I will describe ongoing interdisciplinary research in my group at the boundaries of neurology, neuroscience and psychiatry using established and emerging theory from the fields of signal processing and machine learning that can not only help us in discovery of biomarkers for neuropsychiatric disorders, such as epilepsy, schizophrenia, borderline personality disorder and obsessive compulsive disorder, from different imaging modalities such as electroencephalogram, magnetoencephalogram and functional magnetic resonance imaging, but also expand our understanding of the functioning of the human brain.
I will describe applications of machine learning in ophthalmology to grade the severity of diabetic retinopathy from fundus images and to segment cysts in optical coherence tomography images. I will then address some aspects of energy-efficient architecture design for computing systems for these physical systems. I will describe some approaches to reducing energy consumption in feature selection, feature extraction and machine learning classifiers.
I will conclude the talk with emerging biomolecular computing paradigms for computing signal processing and machine learning functions using DNA followed by future research directions on these topics.
Keshab Parhi has been with the Department of Electrical & Computer Engineering at the University of Minnesota, Minneapolis, since 1988, where he was an Assistant Professor from Oct. 1988-June 1992, Associate Professor from July 1992-June 1995, and has been a Professor since July 1995. Since 2000, He has held the permanent title of “Distinguished McKnight University Professor” awarded by the Graduate School of the University. Since 1997, he has held the title of “Edgar F. Johnson Professor” awarded by the College of Science and Engineering. From July 2008 till August 2011, he served as the Director of Graduate Studies of the Electrical Engineering program. He has held short term positions in several industries such as IBM T.J. Watson Research Center (Yorktown Heights, NY), AT&T Bell Laboratories (Holmdel, NJ), NEC Corporation (Miyamae-Ku, Kawasaki, Japan), where he was a National Science Foundation Japan Fellow, Broadcom Corp., Irvine, CA, and Medtronic Corp., Minneapolis, MN. He has been a visiting Professor at Delft University (The Netherlands) and Lund University (Sweden).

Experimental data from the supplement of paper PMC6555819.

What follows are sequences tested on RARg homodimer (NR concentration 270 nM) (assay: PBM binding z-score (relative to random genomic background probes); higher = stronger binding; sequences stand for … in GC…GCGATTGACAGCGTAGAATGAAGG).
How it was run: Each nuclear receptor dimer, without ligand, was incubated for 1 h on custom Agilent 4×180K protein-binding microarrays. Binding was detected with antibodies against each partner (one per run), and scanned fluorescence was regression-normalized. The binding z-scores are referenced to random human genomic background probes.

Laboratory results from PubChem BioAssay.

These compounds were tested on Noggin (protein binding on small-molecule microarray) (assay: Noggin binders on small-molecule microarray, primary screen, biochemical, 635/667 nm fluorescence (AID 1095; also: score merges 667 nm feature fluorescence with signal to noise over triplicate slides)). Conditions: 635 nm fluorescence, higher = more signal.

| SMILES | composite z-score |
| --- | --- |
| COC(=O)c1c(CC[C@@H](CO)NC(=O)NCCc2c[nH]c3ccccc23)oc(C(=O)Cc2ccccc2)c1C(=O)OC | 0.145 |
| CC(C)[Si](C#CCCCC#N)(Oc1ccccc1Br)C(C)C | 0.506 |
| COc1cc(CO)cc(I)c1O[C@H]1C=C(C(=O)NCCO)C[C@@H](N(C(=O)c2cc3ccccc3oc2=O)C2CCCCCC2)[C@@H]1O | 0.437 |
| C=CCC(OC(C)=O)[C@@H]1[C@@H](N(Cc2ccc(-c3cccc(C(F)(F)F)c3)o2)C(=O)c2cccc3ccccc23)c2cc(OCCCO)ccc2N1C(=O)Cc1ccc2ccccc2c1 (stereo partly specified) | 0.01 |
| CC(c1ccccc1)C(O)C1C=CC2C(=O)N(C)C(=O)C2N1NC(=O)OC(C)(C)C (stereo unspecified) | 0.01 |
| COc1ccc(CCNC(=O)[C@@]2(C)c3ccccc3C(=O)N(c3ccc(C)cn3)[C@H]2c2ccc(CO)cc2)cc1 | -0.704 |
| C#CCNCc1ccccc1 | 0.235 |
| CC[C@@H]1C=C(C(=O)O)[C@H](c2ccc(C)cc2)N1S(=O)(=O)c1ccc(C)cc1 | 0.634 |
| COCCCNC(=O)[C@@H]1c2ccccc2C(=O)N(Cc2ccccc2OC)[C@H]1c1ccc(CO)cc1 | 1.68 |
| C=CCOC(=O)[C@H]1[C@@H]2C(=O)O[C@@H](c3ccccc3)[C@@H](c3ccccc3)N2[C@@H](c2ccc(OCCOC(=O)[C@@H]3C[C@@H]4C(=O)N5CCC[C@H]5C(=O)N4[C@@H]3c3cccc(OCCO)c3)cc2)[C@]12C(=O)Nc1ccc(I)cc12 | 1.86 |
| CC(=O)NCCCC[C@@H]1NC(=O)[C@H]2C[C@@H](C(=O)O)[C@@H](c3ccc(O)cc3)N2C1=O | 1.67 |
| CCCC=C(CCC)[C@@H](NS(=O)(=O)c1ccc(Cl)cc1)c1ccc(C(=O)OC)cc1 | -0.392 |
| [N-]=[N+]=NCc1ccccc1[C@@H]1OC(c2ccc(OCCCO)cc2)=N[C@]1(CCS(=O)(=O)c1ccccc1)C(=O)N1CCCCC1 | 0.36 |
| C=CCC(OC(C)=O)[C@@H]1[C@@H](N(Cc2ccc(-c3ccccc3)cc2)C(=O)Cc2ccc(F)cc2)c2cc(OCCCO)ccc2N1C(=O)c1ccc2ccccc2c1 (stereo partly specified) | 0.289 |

His research addresses VLSI architecture design and implementation of signal processing, communications and biomedical systems, error control coders and cryptography architectures, high-speed transceivers, stochastic computing, secure computing, and molecular/DNA computing. He is also working on intelligent classification of biomedical signals and images, for applications such as seizure prediction and detection, schizophrenia classification, biomarkers for mental disorders, brain connectivity, and screening of fundus and optical coherence tomography (OCT) images for ophthalmic abnormalities. He has published over 550 papers, has authored the text book VLSI Digital Signal Processing Systems: Design and Implementation ( Wiley, 1999), and is the co-editor (with Takao Nishitani) of the reference book “Digital Signal Processing for Multimedia Systems” (CRC Press, March 1999). He has coauthored the research monographs Pipelined Adaptive Digital Filters (with Naresh Shanbhag, 1994), Digit-Serial Computation (with Richard Hartley, 1995) and Pipelined Lattice and Wave Digital Recursive Filters (with Jin-Gyun Chung, 1996), all published by Springer.
Dr. Parhi is the recipient of numerous awards including the 2013 Distinguished Alumnus Award from IIT, Kharagpur, India, 2013 Graduate/Professional Teaching Award from the University of Minnesota, 2012 Charles A. Desoer Technical Achievement award from the IEEE Circuits and Systems Society, the 2004 F. E. Terman award from the American Society of Engineering Education, the 2003 IEEE Kiyo Tomiyasu Technical Field Award, the 2001 IEEE W. R. G. Baker prize paper award, and a Golden Jubilee medal from the IEEE Circuits and Systems Society in 2000. He has served on the editorial boards of the IEEE TRANSACTIONS ON CIRCUITS AND SYSTEMS —PART I and PART II, VLSI Systems, Signal Processing, Signal Processing Letters,and Signal Processing Magazine, and served as the Editor-in-Chief of the IEEE TRANSACTIONS ON CIRCUITS AND SYSTEMS —PART I (2004-2005 term), and currently serves on the Editorial Board of the Springer Journal of Signal Processing Systems (JSPS). He has served on technical program committees of IEEE Conferences such as ASAP, ICASSP, ISCAS, Computer Arithmetic Symp., Great Lakes Symp. on VLSI, workshop on VLSI Signal Processing, SiPS, Workshop on VLSI in Communications, and of ASP-DAC, IECS and IWISP conferences. He has served as technical program cochair of the 1995 IEEE VLSI Signal Processing workshop and the 1996 ASAP conference, and as the general chair of the 2002 IEEE Workshop on Signal Processing Systems. He was a distinguished lecturer for the IEEE Circuits and Systems society during 1996-1998. He served as an elected member of the Board of Governors of the IEEE Circuits and Systems society from 2005 to 2007. He is a Fellow of IEEE (1996).